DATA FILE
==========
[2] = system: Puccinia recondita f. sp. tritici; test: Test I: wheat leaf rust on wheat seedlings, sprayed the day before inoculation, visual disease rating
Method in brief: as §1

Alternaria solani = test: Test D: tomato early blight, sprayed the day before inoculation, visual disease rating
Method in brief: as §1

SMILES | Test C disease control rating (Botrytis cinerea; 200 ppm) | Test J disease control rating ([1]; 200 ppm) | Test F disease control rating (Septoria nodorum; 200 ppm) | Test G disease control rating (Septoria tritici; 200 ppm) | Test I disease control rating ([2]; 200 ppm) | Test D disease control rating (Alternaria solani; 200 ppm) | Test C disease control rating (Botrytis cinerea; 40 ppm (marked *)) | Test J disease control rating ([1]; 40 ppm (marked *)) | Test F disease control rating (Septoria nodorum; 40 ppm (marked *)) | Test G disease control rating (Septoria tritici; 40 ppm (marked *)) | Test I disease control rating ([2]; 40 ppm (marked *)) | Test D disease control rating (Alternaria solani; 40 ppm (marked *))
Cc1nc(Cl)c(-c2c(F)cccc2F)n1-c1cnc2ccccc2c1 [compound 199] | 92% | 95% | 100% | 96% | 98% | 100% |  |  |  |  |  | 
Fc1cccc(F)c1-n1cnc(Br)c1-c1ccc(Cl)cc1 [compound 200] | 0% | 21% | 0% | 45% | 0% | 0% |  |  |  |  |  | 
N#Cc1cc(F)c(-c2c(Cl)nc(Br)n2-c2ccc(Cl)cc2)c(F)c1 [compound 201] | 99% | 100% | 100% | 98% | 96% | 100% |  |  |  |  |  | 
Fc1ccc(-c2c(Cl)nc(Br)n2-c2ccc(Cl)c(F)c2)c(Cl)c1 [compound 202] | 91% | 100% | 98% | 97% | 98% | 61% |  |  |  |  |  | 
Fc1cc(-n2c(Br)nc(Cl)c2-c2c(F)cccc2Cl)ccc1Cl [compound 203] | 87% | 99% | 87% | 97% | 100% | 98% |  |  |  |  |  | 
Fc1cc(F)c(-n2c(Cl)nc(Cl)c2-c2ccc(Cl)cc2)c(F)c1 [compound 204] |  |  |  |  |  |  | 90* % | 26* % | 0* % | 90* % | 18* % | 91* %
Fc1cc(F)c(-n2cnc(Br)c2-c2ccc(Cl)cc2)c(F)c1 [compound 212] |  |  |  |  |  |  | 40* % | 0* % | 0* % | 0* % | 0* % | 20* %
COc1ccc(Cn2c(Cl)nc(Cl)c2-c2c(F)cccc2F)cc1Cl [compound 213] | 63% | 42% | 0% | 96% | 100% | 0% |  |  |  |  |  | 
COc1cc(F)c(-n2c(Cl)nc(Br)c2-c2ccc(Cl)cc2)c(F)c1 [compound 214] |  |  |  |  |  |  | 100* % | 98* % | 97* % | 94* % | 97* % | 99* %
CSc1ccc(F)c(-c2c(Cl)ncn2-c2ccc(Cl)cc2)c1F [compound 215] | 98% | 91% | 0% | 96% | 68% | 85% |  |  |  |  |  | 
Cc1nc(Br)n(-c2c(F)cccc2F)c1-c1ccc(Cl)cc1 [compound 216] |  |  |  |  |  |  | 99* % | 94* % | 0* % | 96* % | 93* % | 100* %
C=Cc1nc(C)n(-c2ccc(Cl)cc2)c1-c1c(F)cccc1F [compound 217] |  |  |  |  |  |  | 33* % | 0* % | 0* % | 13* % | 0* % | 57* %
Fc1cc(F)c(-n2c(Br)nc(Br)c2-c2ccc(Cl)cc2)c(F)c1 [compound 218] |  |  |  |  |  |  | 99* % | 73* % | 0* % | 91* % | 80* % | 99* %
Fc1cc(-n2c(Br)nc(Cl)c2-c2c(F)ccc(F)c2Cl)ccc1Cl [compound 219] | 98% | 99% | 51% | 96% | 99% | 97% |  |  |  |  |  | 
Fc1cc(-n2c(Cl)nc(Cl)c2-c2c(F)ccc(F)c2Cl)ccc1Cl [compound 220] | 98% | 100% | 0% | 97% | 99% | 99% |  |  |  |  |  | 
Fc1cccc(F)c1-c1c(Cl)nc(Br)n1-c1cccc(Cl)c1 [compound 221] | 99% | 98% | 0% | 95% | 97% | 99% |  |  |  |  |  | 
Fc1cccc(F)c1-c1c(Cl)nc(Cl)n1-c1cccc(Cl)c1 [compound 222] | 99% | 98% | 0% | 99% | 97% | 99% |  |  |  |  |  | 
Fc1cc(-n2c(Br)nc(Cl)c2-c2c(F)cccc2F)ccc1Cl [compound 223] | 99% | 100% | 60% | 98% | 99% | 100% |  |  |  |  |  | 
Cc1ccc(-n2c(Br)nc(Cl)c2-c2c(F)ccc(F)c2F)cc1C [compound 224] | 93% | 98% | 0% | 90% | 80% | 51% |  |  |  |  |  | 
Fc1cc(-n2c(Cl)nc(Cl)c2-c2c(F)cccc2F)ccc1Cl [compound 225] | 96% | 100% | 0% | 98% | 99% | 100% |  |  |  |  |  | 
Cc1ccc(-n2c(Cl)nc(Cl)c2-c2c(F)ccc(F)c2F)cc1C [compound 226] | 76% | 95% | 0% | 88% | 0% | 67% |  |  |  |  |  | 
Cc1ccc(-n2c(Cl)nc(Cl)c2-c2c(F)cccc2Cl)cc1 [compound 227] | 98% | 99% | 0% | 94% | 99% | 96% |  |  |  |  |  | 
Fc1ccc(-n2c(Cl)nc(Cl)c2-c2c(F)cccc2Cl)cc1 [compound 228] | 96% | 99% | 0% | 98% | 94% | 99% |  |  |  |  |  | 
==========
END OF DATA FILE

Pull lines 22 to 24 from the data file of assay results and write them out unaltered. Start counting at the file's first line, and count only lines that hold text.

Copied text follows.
Fc1cccc(F)c1-c1c(Cl)nc(Cl)n1-c1cccc(Cl)c1 [compound 222] | 99% | 98% | 0% | 99% | 97% | 99% |  |  |  |  |  | 
Fc1cc(-n2c(Br)nc(Cl)c2-c2c(F)cccc2F)ccc1Cl [compound 223] | 99% | 100% | 60% | 98% | 99% | 100% |  |  |  |  |  | 
Cc1ccc(-n2c(Br)nc(Cl)c2-c2c(F)ccc(F)c2F)cc1C [compound 224] | 93% | 98% | 0% | 90% | 80% | 51% |  |  |  |  |  | 